Windows only: Moving your mouse cursor across multiple monitors can be a long haul, especially in triple- and quad-monitor setups. Snap your mouse from screen to screen instead with keyboard shortcuts. Multi-Monitor Mouse is a small application which, when triggered by a keyboard combination, snaps your mouse cursor to the next monitor in your multi-monitor setup. You can specify whether the mouse jump should be relative—having the cursor placed in the same relative position on the new monitor—or in the centre of the screen. You can also specify the order of monitors the mouse will leap to, if sequential's not your thing. It takes a few minutes to get used to, but once you get the hang of this app, it's hard to imagine dragging your mouse across 3,000+ pixels again. Multi-Monitor Mouse is freeware, Windows only. Multi-Monitor Mouse
Windows only: If you're looking for a lightweight tool for compartmentalising space on your monitor and need support for multiple screens, MaxTo lets you subdivide to your heart's content. Upon first running MaxTo, each of your monitors is grayed out and a several small buttons are displayed. Using the buttons, you can divide each screen horizontally or vertically and grab the dividing bar to resize the space. Each space can then be further divided as small as you desire. The grey background is slightly transparent, which makes it a breeze to line up the dividers bars with existing window sizes (like when you've got your browser windows just so) or wallpaper details. You get five basic templates you can load on a per-monitor-basis for quickly sizing windows to common layouts without having to fuss with the settings. Once you've arrived at a happy layout and save your settings, from then on any window maximised in that portion of the grid you've created will be sized to fit.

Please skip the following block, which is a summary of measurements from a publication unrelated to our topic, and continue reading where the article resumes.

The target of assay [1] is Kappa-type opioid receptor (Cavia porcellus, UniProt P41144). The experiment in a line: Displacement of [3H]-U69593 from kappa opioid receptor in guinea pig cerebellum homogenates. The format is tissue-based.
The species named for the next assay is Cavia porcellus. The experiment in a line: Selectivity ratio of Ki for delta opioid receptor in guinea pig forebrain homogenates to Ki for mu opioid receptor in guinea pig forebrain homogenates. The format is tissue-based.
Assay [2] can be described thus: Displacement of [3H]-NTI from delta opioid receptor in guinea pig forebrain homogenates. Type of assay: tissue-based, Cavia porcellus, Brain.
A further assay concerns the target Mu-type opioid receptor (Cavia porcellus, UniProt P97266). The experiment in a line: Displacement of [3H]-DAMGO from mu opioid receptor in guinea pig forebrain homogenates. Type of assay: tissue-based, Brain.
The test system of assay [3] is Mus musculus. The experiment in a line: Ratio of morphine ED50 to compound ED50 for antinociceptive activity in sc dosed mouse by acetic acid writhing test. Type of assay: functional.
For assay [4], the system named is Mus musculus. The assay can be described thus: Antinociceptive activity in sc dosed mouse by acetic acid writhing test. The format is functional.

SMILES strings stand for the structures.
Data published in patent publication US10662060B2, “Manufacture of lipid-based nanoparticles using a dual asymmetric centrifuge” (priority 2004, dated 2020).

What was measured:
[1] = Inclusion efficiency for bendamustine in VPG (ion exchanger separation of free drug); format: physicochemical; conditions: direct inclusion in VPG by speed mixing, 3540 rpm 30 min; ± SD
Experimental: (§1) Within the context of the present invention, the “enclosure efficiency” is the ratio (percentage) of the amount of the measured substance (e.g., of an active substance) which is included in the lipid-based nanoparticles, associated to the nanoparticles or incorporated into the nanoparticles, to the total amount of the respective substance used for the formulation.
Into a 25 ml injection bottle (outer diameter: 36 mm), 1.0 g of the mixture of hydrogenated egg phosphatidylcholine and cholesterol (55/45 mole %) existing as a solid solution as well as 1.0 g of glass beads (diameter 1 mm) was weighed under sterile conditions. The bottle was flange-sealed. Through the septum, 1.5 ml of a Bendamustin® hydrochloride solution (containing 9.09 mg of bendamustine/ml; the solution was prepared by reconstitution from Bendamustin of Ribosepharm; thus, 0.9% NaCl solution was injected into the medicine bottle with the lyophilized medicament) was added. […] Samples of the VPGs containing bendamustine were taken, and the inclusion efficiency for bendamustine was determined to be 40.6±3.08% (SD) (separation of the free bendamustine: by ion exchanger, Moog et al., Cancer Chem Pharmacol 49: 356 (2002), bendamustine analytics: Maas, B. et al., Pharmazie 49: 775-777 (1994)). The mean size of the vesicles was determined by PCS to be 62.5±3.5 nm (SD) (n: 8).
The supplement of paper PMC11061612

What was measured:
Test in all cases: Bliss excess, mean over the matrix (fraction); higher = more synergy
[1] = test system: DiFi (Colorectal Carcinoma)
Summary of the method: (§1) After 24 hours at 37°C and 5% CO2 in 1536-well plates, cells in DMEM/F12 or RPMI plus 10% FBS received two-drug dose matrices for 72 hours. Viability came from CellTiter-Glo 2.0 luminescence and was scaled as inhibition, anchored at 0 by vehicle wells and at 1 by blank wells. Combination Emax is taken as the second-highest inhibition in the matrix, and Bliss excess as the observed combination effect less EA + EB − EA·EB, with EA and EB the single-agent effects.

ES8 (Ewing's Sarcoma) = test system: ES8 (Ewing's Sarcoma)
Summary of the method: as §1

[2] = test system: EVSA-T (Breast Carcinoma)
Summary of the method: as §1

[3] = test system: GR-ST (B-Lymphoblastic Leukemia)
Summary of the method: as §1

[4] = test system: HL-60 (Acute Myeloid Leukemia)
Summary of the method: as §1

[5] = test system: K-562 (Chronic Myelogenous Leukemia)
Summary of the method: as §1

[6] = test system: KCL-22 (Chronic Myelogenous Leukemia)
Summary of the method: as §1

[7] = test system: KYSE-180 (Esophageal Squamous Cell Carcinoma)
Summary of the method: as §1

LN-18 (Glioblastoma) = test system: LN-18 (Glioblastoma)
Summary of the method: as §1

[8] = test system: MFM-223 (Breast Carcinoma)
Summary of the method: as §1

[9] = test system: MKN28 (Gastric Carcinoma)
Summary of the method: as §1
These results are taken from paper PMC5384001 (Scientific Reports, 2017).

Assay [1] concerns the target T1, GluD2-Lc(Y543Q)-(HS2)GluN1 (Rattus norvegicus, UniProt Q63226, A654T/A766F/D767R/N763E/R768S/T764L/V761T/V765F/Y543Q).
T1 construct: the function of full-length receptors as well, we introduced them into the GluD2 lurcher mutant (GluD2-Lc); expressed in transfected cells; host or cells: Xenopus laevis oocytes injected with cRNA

Windows only: MultiPhotoQuotes is a feature packed replacement for the basic My Pictures Slideshow screensaver included with Windows. If you're running a multi-monitor setup, your favourite feature in MultiPhotoQuotes will definitely be the support for your extra screen space. The basic My Pictures screensaver will only put one picture on a single screen at any given time, which even on a small multi-monitor setup leaves a lot of empty space. MultiPhotoQuotes fills the entire available screen space with a grid of photos. If you like a good quotable every now and then, you can keep the quotes feature on to randomly sprinkle quotes from the included quote books.
One of the reasons I've always resisted a multiple-monitor setup is that the work habits which result wouldn't translate readily to notebook use and I spend so much time on the road. Lenovo's new dual-screen W700ds notebook (which the company rather pretentiously calls a "mobile workstation") partly overcomes that objection by offering a second slide-out 10.6 inch screen behind the main 17 inch display. Check out the video demonstration above to see how it works. There's some nice features here (including a built-in CF reader and a healthy 5 USB ports), though the weight would be an issue and at $8,199 for the cheapest model, I won't be buying one any time soon. Do you think we'll see more dual-screen notebooks, or is this a very specialised niche?
Last week we asked you where you found wallpaper to customise multiple monitor setups, you responded and we rounded up your favourite sites to help share the high resolution goodness! Read on for the dirt.
Windows only: Free application VirtualScreenMaximizer maximises any window to every available pixel on your multi-monitor setup. Rather than expanding windows across all monitors, the default Windows behaviour maximises windows only on the current monitor. With VirtualScreenMaximizer, just hit the customizable keyboard shortcut (which you set by right-clicking the system tray icon and selecting Config) to go truly fullscreen. You'd think the app would only work on multi-monitor setups, but it actually performs an interesting function even for single monitors: When you invoke the maximize shortcut, VSM maximises the app to the full size of the monitor, covering your Windows taskbar and hiding the window titlebar so all you see is the interior of the window. This is an app that performs one simple task, but if it's something you've been looking for, it's a great option. VirtualScreenMaximizer is freeware, Windows only, requires .NET 2.0. VirtualScreenMaximizer
Running a screensaver on multiple monitors can be a tricky affair. The default Windows screensavers work just fine with multiple monitors, but you didn't install dual 22" wide screens at your workstation to blow away your coworkers with the expansiveness of your scrolling marque text messages. Fortunately there are several solutions to dealing with the quirkiness of Windows and multi-monitor screensavers.